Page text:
Math Class Conflict

I try to read about experiences that are not mine, like being an African-American intellectual who grew up in Baltimore.  Ta-Nehisi Coates has regularly shook my pre-conceived notions about what really is true in America and the world.  Here’s a quote Ta-Nehisi got from Yoni Applebaum.

I was reading a new memoir the other day, by a Harvard graduate who went to work as a prison librarian. Much of the book is an account of his acculturation. He discovered that his robes and spell books, so to speak, were a lot less useful than plate and a broad-sword. That he couldn’t afford to be seen as a punk. He was perfectly equipped for a comfortable, upper-middle-class life—and wholly unprepared for his new environment.

The conversation was about how culture is largely a set of practices for helping a person succeed in a certain environment.  In a tough neighborhood, you act tough and never apologize.  In a wealthy and secure environment, you speak politely all the time.  Use a “best-practice” from one neighborhood in another, and you’ve hindered your success. 

Then I go to read about teaching math at Bree Pickford-Murray’s blog.  She’s got a post about how she was at a math teacher conference and saw a public school teacher from a crowded tough neighborhood speak dismissively and rudely to a presenter (“We can’t talk. You’ve lost all credibility!”) from a rich New England private school, where the class size is about ten kids, and they sit around a single table, not in rows of desks.  Bree’s upset with the public school teacher.  Her commenter Andrew Stadel says

“Furthermore, how dare she not be inspired? How dare she not have an open mindset to someone presenting something that could be freakin’ amazing. How dare she rob her students of an opportunity to experience some amazing mathematical experience. Who’s lost credibility now?”

Andrew makes a good point that kids in a public school need exposure to the deeper math that often only gets taught at prep schools.  But I wish Andrew and Bree would be more empathetic for the people at the bottom of all this inequality in America. 




5 thoughts on “Math Class Conflict

  1. The Space Between the Numbers


    Not sure how you decided that Andrew & I are not empathetic to “the people at the bottom of all this inequality in America.” If you’d read more of my blog–and Andrew’s–I don’t think you’d find much evidence to back up that claim.

  2. joeltpatterson Post author

    Here’s what I’m thinking: if, at a meeting somewhere, one person started talking about how great a meal was at a fine restaurant where the least expensive entree was $30, and a person on food stamps (which is less than $40 a week) said something really angry in reaction to that, one could be appalled at the rudeness of the angry reaction. Or, one could wonder, “what must it feel like for a person to be moved to speak that way? What pressures could they be under?”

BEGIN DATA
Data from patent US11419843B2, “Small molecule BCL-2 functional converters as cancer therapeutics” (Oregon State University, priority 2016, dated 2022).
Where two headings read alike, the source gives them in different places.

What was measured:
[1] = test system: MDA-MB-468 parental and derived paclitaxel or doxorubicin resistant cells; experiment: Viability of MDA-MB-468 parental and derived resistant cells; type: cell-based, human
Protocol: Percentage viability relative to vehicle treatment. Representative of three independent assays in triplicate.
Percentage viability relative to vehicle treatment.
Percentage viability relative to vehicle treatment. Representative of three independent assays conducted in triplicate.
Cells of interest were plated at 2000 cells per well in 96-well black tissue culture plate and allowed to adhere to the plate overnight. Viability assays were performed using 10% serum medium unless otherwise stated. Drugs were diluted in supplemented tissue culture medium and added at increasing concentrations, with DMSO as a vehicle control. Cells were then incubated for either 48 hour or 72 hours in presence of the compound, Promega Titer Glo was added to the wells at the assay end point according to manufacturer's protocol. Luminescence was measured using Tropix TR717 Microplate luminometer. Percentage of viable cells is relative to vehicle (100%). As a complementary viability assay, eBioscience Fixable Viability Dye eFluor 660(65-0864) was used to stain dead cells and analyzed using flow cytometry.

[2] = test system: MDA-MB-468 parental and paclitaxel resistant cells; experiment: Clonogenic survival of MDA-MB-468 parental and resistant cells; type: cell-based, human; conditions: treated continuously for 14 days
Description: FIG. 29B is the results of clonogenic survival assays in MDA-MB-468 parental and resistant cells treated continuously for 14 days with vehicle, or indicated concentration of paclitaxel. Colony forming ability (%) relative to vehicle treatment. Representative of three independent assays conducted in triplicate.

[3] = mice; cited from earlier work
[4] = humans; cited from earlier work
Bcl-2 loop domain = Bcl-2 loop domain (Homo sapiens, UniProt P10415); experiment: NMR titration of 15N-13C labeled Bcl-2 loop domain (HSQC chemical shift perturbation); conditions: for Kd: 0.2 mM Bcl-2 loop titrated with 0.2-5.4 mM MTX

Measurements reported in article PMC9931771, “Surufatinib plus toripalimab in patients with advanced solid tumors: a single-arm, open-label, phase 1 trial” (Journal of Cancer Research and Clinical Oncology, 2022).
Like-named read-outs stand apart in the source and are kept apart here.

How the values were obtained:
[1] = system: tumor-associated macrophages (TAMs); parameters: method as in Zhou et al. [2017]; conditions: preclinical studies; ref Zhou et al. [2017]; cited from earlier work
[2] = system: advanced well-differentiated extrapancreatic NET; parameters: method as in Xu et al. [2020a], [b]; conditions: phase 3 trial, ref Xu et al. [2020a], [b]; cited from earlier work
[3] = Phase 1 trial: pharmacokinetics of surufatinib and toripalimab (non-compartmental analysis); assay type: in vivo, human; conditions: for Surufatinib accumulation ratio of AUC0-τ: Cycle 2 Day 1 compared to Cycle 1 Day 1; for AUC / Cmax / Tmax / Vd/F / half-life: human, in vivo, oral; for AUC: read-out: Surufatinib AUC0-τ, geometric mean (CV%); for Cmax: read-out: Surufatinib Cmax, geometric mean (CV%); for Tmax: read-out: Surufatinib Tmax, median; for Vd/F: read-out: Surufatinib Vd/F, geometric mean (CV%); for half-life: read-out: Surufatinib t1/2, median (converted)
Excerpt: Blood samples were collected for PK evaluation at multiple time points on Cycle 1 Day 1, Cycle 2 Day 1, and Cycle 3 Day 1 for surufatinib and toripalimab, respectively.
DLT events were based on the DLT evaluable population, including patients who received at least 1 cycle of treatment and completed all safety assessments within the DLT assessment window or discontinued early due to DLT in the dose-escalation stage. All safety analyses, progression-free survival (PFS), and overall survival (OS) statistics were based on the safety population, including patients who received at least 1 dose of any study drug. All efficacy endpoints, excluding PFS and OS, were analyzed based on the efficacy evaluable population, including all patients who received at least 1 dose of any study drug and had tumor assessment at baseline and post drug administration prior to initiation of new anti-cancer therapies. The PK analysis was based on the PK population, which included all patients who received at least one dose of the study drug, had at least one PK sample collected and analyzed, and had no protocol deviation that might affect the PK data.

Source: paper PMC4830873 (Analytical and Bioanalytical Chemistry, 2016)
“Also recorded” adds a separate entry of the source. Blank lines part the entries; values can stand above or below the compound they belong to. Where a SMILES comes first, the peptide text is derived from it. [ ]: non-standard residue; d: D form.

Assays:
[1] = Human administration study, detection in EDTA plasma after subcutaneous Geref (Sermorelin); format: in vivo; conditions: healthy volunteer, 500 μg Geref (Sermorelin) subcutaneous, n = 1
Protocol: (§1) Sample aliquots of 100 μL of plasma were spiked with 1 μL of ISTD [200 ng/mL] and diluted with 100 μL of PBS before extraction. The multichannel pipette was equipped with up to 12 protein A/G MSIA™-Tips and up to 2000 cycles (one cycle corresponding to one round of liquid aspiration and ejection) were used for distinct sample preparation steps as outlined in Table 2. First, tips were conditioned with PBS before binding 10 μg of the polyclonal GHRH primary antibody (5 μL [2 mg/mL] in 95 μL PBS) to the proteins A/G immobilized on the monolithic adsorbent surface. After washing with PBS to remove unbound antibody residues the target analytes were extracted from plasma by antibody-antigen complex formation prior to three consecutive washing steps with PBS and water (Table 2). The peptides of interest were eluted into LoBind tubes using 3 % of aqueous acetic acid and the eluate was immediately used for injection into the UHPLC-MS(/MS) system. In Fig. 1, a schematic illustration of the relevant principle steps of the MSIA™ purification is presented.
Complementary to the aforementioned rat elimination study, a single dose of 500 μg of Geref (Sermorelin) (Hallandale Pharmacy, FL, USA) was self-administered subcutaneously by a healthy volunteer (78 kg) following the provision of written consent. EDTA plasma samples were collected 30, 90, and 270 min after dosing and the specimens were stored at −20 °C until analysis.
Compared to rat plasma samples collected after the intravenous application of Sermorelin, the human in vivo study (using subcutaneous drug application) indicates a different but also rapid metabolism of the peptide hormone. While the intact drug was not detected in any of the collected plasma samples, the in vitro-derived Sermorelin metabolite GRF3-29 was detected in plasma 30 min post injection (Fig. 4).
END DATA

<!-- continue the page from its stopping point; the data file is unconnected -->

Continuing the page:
How big must the gap seem to a public school teacher who is forced to have 40 kids in class at a time, and told day in and day out to get those kids prepared for a certain standardized test? And then to hear about how a private school (where the tuition is quadruple what the state allocates per child per annum) is advocating these wonderful teaching methods (without that same standardized test burden–does a private school really deny a student a diploma solely because of a low SAT score?), I think it might be a perfectly human reaction to get angry.

    1. The Space Between the Numbers

      This is really late to be responding…but I just saw this today.

      Yeah, I can see your analogy here–but you’re also picking and choosing the context that you deem relevant. There’s also the fact that this teacher was at a conference, in a workshop that she chose to attend, and that she could have left at any point if/when she realized that it wasn’t serving her needs. The presenter began the talk by giving information about his school and by explaining that he realized the context was not universal–it shouldn’t have come as a surprise.

      I disagree that it’s natural to get angry about it too. And, to be fair, this teacher didn’t get angry. She was dismissive, but she wasn’t angry. I mean, if this presenter had come to her school to do PD, I’d be super pissed because that’s just ridiculous. I actually think being dismissive is the more natural response when someone’s context is so out of line with your own. I don’t actually fault her for feeling that way.

      However, I do feel that choice plays a major role in this–at several points–the choice to attend the workshop, the choice to stay, the choice to be dismissive, the choice to do so while the presenter was talking in front of a large group of people instead of privately afterwards. I don’t think she gets a pass to be rude because the presenter didn’t meet her professional development needs.

  3. joeltpatterson Post author

    It’s the phrase, “How dare she not be inspired?” that sticks with me. It is almost as though from an expectation of teachers to be superhuman, to always rise above the many challenges of the job.


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